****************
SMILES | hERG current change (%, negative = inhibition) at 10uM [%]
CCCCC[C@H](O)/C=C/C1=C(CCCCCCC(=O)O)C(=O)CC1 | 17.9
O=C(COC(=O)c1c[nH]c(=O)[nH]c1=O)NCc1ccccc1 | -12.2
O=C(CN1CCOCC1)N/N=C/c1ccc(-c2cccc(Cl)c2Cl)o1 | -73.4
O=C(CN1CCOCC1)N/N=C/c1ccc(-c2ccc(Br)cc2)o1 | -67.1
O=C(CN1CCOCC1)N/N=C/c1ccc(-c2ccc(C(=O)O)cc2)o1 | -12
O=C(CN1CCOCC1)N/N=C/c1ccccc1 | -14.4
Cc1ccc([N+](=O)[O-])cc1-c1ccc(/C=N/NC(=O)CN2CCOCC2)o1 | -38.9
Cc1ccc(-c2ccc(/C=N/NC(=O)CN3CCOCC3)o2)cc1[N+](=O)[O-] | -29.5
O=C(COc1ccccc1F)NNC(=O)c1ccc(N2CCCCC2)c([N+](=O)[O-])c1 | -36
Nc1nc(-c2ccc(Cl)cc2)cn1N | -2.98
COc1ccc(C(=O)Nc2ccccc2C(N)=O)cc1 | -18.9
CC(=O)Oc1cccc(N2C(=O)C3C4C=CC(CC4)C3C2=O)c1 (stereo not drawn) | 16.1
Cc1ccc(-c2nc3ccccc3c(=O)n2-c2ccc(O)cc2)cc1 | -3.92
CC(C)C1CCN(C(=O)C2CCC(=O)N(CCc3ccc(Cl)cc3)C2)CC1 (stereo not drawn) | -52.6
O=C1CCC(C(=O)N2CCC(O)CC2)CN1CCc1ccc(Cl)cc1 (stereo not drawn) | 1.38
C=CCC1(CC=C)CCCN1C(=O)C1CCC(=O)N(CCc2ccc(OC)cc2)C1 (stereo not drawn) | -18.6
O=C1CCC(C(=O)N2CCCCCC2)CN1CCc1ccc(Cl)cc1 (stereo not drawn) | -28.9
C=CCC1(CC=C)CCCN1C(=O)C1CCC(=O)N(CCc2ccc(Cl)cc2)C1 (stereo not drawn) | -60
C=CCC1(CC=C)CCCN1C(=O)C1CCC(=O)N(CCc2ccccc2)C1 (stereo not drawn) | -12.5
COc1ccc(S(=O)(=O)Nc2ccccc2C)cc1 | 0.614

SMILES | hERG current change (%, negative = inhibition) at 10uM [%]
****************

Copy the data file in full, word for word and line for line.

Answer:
SMILES | hERG current change (%, negative = inhibition) at 10uM [%]
CCCCC[C@H](O)/C=C/C1=C(CCCCCCC(=O)O)C(=O)CC1 | 17.9
O=C(COC(=O)c1c[nH]c(=O)[nH]c1=O)NCc1ccccc1 | -12.2
O=C(CN1CCOCC1)N/N=C/c1ccc(-c2cccc(Cl)c2Cl)o1 | -73.4
O=C(CN1CCOCC1)N/N=C/c1ccc(-c2ccc(Br)cc2)o1 | -67.1
O=C(CN1CCOCC1)N/N=C/c1ccc(-c2ccc(C(=O)O)cc2)o1 | -12
O=C(CN1CCOCC1)N/N=C/c1ccccc1 | -14.4
Cc1ccc([N+](=O)[O-])cc1-c1ccc(/C=N/NC(=O)CN2CCOCC2)o1 | -38.9
Cc1ccc(-c2ccc(/C=N/NC(=O)CN3CCOCC3)o2)cc1[N+](=O)[O-] | -29.5
O=C(COc1ccccc1F)NNC(=O)c1ccc(N2CCCCC2)c([N+](=O)[O-])c1 | -36
Nc1nc(-c2ccc(Cl)cc2)cn1N | -2.98
COc1ccc(C(=O)Nc2ccccc2C(N)=O)cc1 | -18.9
CC(=O)Oc1cccc(N2C(=O)C3C4C=CC(CC4)C3C2=O)c1 (stereo not drawn) | 16.1
Cc1ccc(-c2nc3ccccc3c(=O)n2-c2ccc(O)cc2)cc1 | -3.92
CC(C)C1CCN(C(=O)C2CCC(=O)N(CCc3ccc(Cl)cc3)C2)CC1 (stereo not drawn) | -52.6
O=C1CCC(C(=O)N2CCC(O)CC2)CN1CCc1ccc(Cl)cc1 (stereo not drawn) | 1.38
C=CCC1(CC=C)CCCN1C(=O)C1CCC(=O)N(CCc2ccc(OC)cc2)C1 (stereo not drawn) | -18.6
O=C1CCC(C(=O)N2CCCCCC2)CN1CCc1ccc(Cl)cc1 (stereo not drawn) | -28.9
C=CCC1(CC=C)CCCN1C(=O)C1CCC(=O)N(CCc2ccc(Cl)cc2)C1 (stereo not drawn) | -60
C=CCC1(CC=C)CCCN1C(=O)C1CCC(=O)N(CCc2ccccc2)C1 (stereo not drawn) | -12.5
COc1ccc(S(=O)(=O)Nc2ccccc2C)cc1 | 0.614

SMILES | hERG current change (%, negative = inhibition) at 10uM [%]